Again, there is really nothing wrong with recreational boats and at least 75% of the people we see out paddling are in big box kayaks. I just hope they all realize the limitations these boats impose, not to mention the safety concerns of using them in anything but calm and warm conditions within swimming distance to shore.

Good luck with what you decide to do.

This is the right time of the year for buying the kayak you paddled from the rental company…the one you really enjoyed.

Rental companies like to refresh their fleet and sell the used kayaks. Easy way to get something for a starter.

I would continue to read and consider a purchase until mid-spring 2021 and into mid summer. The offerings on Craigslist (e.g. Vancouver, Kelowna) are slim right now, but will pick up significantly next year. It can be worth going to the coast for the purchase, especially if you have several boats to look at.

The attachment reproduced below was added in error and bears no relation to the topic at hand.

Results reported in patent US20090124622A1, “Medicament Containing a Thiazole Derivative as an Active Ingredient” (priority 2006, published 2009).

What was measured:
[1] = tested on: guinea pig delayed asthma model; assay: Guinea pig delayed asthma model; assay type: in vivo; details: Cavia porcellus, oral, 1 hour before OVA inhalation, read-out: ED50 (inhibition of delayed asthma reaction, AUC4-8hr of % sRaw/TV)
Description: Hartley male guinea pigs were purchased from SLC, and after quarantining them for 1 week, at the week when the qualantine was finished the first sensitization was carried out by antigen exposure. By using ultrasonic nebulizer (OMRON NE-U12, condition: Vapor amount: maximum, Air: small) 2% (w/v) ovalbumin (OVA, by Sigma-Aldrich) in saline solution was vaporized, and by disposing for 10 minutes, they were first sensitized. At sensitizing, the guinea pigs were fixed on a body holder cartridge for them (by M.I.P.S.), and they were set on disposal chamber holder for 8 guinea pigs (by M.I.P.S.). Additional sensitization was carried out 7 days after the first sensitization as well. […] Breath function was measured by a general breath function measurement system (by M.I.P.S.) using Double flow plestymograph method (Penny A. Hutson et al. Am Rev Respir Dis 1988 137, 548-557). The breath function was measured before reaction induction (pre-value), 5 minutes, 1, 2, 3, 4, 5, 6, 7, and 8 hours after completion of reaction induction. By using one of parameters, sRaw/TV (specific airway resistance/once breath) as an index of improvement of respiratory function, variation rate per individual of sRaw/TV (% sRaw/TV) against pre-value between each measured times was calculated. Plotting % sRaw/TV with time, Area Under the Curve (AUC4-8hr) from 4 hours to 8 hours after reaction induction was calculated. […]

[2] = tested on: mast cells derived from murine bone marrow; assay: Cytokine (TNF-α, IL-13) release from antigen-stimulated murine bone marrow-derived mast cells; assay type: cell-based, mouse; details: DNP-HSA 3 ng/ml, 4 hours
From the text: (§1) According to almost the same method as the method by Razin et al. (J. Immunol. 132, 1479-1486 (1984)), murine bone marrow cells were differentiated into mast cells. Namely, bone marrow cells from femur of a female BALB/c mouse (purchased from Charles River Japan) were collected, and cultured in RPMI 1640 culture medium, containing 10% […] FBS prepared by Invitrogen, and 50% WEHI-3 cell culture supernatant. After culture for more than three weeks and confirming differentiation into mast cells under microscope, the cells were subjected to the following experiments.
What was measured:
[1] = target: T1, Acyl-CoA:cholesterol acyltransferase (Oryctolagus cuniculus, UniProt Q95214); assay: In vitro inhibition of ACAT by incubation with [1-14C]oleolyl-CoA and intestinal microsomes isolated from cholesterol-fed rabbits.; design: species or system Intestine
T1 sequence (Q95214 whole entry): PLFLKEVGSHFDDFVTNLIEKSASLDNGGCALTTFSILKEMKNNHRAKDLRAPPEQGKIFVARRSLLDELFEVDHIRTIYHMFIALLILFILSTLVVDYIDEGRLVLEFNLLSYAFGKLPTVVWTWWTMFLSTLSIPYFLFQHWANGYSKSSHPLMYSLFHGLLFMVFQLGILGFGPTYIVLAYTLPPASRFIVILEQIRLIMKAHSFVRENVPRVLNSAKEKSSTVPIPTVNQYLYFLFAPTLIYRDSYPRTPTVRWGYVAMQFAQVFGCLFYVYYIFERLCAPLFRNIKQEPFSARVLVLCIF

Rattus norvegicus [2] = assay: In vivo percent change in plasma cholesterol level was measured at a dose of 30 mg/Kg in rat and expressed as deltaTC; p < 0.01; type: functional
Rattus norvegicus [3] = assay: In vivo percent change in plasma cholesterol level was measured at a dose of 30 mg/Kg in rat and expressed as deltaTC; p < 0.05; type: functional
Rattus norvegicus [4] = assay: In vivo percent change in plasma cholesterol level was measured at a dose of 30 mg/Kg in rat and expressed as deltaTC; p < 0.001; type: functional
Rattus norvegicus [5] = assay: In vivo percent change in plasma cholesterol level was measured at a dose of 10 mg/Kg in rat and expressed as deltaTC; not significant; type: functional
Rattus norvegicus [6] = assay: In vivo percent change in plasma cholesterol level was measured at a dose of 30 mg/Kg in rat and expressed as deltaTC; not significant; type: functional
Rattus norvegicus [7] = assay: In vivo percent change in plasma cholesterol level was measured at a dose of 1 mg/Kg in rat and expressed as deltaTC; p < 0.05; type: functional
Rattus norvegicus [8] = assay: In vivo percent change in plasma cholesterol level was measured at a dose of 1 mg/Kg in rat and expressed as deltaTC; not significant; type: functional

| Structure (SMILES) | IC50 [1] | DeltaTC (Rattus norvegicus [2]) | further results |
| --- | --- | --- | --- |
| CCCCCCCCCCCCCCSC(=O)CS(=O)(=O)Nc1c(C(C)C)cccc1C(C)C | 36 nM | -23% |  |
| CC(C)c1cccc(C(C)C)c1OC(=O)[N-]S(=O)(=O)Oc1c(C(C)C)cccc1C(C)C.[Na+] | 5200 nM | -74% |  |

It’s bewildering to be faced with your choice as a newbie. If you end up getting a rec kayak and enjoying it, you will almost certainly upgrade later - an unfortunate truth, many of us have needed to swallow.

Buy used if you can find anything decent; use it a while, see how you like it, then when you’re in a better position to know more what you want, re-sell and buy another, better one. If you get a reasonable deal you should be able to re-sell it for close to what (or even as much as) you paid, and you’ll end up having “rented” the boat for not much cash. Paddling is the best way to find out what works for you. I, and many others, have employed this buy used-and-flip method successfully, and the process is enjoyable.

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My general advice to anyone is to buy a cheap cheap first kayak and get ono the water. You will be amazed at how much your focus can shift after getting out there. I bought a cheap recreational kayak mostly to go fishing. Next I bought a cheap used poly 17 foot touring boat. Fast forward and I recently bout a new 18 foot long, 22" wide fast touring boat, and still haven’t got a fishing appropriate kayak! As you put hours in, what your interest is can change. Knowledge grows and skills build